Oxygen and metal catalysts/aldehydes

Mechanism + Description

The mechanism of epoxidation in the presence of metals and O2 is probably free radical and while conversions are good, yields can be limited by side reactions. The epoxidation in the presence of aldehydes and O2 is a radical process, with acyl peroxy radials as intermediates.

General comments

Although not widely used in the synthesis of pharmaceuticals, Epoxides can be formed directly from the reaction of O2 and a metal catalyst or aldehydes and O2 – the aldehyde is a stoichiometric reagent.

Key references

Journal of Catalysis Volume 230, Issue 2, 2005, 384–397 Epoxidation of styrene with molecular
Applied Organometallic Chemistry. Volume 26, Issue 5, 252–257, 2012   Epoxidation of styrene with molecular oxygen catalyzed by a novel oxovanadium(IV) catalyst
Chem. Commun., 2013, 49, 1957-1959  Epoxidation of alkenes through oxygen activation over a bifunctional CuO/Al2O3 catalyst
Tetrahedron Lett., 2001, 52, 3489–3491  isobutyraldehyde epoxidation of a variety of alkenes promoted by metal salts such as: Mn(OAc)2·4H2O, FeCl2·4H2O, and Co(OAc)2
Tetrahedron Lett., 1992, 33, 6827-6830  epoxides from olefins using molecular oxygen in the absence of metal catalysts

Relevant scale up example

Experimental
2 gram scale

Org. Process Res.  Dev. 2007, 11, 44-51

Green Review

  1. Atom efficiency (by-products Mwt)
    Atom efficiency can be very high with an efficient catalyst and air generating water as a by-product. The use of aldehydes as co-reactants will generate a stoichiometric amount of the corresponding acid as waste, so the Mwt of the aldehyde should be as low as possible.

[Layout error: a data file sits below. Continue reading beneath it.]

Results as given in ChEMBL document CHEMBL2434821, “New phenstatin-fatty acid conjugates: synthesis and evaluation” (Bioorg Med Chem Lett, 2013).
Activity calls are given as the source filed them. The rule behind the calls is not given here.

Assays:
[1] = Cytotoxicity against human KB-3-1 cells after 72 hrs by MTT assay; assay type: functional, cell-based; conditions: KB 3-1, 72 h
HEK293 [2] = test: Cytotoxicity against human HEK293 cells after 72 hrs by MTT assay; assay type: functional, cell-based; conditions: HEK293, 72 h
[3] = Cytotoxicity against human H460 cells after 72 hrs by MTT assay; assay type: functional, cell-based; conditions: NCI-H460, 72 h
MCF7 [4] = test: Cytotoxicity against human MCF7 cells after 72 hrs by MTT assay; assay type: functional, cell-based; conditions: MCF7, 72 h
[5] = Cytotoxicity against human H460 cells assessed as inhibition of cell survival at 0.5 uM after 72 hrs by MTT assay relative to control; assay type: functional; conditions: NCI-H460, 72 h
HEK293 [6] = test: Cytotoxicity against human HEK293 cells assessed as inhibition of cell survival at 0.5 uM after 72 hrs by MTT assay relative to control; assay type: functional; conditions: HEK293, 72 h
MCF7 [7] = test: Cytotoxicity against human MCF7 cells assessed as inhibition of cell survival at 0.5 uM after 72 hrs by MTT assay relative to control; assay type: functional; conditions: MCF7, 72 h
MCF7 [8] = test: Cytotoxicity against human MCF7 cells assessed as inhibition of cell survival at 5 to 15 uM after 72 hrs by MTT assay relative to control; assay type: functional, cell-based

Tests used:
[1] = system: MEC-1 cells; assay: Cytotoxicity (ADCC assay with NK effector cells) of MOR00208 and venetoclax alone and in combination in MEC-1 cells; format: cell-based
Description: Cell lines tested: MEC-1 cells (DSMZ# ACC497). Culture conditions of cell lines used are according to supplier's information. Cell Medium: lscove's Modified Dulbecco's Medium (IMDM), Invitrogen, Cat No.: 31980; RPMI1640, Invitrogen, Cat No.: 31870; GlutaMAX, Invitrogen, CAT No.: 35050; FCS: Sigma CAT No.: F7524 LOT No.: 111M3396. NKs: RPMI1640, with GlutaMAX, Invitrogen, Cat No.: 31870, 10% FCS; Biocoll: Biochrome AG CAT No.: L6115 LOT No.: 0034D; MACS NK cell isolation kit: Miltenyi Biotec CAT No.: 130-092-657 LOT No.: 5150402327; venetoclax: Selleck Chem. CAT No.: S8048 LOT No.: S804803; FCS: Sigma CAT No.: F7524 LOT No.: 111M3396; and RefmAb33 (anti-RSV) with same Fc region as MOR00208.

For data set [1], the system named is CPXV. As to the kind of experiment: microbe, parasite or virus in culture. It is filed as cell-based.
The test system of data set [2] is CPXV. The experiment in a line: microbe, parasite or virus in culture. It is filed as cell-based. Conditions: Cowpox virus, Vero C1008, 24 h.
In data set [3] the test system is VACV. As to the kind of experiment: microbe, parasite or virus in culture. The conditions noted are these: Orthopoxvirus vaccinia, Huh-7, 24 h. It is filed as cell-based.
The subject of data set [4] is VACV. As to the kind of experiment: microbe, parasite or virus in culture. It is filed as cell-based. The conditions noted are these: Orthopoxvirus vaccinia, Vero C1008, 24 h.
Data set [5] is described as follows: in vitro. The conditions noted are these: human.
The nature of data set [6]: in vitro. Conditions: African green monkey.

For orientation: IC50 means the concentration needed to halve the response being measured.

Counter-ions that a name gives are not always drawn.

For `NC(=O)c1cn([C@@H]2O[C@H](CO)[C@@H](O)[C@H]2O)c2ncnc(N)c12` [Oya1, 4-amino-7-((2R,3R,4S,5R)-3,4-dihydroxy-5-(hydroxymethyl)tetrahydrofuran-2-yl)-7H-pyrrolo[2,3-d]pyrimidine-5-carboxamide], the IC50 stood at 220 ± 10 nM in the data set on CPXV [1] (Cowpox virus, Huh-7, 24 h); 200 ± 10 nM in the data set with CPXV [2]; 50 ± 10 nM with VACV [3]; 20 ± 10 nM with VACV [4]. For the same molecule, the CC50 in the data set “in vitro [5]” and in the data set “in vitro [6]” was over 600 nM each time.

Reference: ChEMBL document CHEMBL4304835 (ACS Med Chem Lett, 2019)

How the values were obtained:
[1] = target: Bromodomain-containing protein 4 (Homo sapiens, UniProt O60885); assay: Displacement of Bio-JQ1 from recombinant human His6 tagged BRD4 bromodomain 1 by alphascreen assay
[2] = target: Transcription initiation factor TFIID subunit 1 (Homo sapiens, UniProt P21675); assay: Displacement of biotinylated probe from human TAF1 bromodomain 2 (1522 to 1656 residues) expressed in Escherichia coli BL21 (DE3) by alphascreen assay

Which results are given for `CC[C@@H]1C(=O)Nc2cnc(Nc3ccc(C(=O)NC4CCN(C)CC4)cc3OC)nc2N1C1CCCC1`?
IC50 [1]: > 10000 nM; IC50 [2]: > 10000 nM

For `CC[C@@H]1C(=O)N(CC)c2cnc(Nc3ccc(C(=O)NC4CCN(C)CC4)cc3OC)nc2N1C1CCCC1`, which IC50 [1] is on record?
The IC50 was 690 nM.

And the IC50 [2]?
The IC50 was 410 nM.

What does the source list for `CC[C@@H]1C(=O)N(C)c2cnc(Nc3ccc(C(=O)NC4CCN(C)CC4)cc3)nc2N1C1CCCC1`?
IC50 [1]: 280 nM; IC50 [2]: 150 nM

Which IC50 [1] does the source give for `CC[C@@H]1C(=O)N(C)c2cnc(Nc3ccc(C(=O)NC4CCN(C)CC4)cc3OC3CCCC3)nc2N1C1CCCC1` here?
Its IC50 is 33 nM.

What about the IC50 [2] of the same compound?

2. Safety Concerns
    The use of high temperatures and flammable solvents in oxygen containing atmospheres should be given due consideration. The radical nature of the aldehyde reaction may preclude substrates prone to radical catalysed polymerisation. The safety of oxidation processes run in potentially peroxidisable solvents (e.g. THF, acetone) is dependent on many factors; in these cases, Process Safety should be consulted as soon as possible. Some combinations may generate detonable mixtures or by-products. The work up must ensure that oxidants are removed or destroyed prior to product isolation and waste is treated or appropriately disposed of. To avoid secondary decomposition which may have fatal consequences, it is important to ensure that active oxidants are not present in waste streams. Use of an alternate solvent may avoid such safety concerns.
  3. Toxicity and environmental/aquatic impact
    Varying metals have different human toxicity and ecotoxicity issues. In all cases the use of catalytic quantities should be beneficial and recovery (and zero release) of precious metals is advised for both environmental and financial reasons.
  4. Cost, availability & sustainable feedstocks
    Many of the metal catalysts used are abundant, cheap and readily available.
  5. Sustainable implications
    Potentially a very green oxidation technology if the hazards are managed. If possible, base metals should be used as catalysts. Precious metals have a high LCI to produce, and many are on the medium to high risk level for depletion.
© 2015 Green Chemistry Institute Pharmaceutical Roundtable. All rights reserved.